{ 18 comments… read them below or add one }

avatar Weasly Pilgrim June 25, 2009 at 7:19 am

Minor correction: Joel Salatin lives and farms in Virginia.

avatar Bob Cheeks June 25, 2009 at 7:30 am

Ms. Dalton, thank you, I’ve been looking forward to something from you and you’ve not disappointed. I do hope our liberal friends on this site will take notice.
I do think that by the time the Gnostic Prince is finished with us, we will look back fondly to these days when you were permitted to write such an essay.

avatar brierrabbit3030 June 25, 2009 at 8:03 am

We have a society now made up of “watchers, watching watchers” and still we can’t get our food system to be safe. My own experience with these things is that a set of limited, but sharply enforced laws, works better every time than a great tome of a book of laws that nobody understands, work at cross purposes with each other, and require 100 lawyers and a linguist to figure out. I’ts getting so bad that we all probably break some law every day, and don’t know it.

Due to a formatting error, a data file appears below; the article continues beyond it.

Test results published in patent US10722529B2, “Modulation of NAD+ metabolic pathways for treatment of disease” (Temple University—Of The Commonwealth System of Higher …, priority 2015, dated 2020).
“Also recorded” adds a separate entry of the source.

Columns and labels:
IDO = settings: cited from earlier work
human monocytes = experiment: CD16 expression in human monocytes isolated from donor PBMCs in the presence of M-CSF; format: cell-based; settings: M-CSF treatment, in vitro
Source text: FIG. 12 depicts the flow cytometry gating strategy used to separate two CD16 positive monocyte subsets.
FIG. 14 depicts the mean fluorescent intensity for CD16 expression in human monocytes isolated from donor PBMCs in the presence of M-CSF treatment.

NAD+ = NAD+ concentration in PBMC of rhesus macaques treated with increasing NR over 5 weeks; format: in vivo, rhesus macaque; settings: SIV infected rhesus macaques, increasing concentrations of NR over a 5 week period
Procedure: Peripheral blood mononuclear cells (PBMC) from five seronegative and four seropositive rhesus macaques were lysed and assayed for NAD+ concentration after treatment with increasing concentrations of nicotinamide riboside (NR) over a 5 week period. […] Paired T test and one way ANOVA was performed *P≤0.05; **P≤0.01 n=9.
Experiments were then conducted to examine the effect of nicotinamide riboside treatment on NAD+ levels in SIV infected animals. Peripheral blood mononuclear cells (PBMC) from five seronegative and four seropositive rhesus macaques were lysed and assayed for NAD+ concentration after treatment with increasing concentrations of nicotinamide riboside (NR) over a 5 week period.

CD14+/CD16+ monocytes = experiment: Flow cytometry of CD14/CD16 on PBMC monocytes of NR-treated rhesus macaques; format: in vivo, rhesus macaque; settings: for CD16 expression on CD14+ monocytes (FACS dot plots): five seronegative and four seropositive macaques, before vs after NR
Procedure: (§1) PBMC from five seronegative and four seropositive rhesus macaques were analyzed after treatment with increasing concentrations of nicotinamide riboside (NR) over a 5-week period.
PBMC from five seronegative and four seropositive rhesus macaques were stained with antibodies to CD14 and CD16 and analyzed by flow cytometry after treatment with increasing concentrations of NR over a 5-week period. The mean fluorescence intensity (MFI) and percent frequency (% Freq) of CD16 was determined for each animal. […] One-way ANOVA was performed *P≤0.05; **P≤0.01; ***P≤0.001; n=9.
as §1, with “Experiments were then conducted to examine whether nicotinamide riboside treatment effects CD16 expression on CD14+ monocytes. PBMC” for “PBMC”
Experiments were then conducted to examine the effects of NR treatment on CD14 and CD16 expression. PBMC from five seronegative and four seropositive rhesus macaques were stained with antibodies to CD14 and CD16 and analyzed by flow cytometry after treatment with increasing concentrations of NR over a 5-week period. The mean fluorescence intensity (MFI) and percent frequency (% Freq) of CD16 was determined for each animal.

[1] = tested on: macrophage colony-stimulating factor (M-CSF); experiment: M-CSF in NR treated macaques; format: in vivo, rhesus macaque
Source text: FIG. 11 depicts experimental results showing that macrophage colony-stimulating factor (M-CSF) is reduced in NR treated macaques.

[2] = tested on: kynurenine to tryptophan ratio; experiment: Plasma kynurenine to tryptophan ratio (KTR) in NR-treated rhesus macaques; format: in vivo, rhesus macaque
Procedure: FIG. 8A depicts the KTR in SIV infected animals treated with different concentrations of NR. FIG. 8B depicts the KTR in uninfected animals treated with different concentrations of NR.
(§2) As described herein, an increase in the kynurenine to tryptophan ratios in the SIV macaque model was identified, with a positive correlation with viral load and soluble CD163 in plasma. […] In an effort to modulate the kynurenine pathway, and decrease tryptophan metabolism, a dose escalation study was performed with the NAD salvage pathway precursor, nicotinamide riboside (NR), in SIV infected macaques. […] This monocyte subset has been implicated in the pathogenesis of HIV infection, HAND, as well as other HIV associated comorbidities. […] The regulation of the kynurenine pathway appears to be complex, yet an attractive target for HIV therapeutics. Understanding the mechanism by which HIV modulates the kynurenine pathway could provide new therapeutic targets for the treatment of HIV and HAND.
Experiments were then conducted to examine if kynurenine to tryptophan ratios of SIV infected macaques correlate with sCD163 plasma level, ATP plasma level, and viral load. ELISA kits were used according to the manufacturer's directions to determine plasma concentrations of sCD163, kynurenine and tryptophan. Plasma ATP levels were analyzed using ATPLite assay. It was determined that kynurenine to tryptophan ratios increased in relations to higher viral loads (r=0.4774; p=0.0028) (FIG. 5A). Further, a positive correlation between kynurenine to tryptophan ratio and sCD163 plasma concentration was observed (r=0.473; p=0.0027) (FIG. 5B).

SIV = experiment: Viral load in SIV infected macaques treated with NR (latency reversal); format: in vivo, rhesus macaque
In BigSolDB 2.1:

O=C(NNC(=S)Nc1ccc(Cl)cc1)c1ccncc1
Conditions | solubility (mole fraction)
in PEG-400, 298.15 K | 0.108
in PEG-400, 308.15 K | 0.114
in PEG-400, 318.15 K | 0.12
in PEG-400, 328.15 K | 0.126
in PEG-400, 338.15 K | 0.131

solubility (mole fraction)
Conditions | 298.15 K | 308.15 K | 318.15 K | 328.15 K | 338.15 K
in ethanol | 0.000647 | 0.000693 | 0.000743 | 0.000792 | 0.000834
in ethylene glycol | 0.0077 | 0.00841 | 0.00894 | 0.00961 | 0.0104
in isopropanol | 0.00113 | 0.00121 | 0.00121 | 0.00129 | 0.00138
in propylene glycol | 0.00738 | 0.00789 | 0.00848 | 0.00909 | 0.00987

avatar Katherine Dalton June 25, 2009 at 8:16 am

Mr. Pilgrim is quite right and thank you for the correction.

avatar Dave Chirico June 25, 2009 at 8:33 am

http://www.westlibertyfarm.com/blog

Thanks for a great post. PA follows the USDA exemptions so its a great state for pastured poultry. As a chicken farmer, I take extra care processing all my own chickens. My own family will be eating a large number of these chickens. Many of my customers are my friends, have small children, infants, or are pregnant and I meet them face to face and shake their hands. I answer their questions and explain how I raise the chickens, I’ve even explained the messy details of the butchering process to customers who want to know.

Transparency in processing is a big safeguard on most small scale farms- we allow visitors anytime. Try getting into a federally inspected poultry slaughterhouse.

The results need to be addressed as well. How much bacteria is on a finished pastured bird vs an inspected bird? Joel Salatin mentions this in his book “Pastured Poultry Profits”,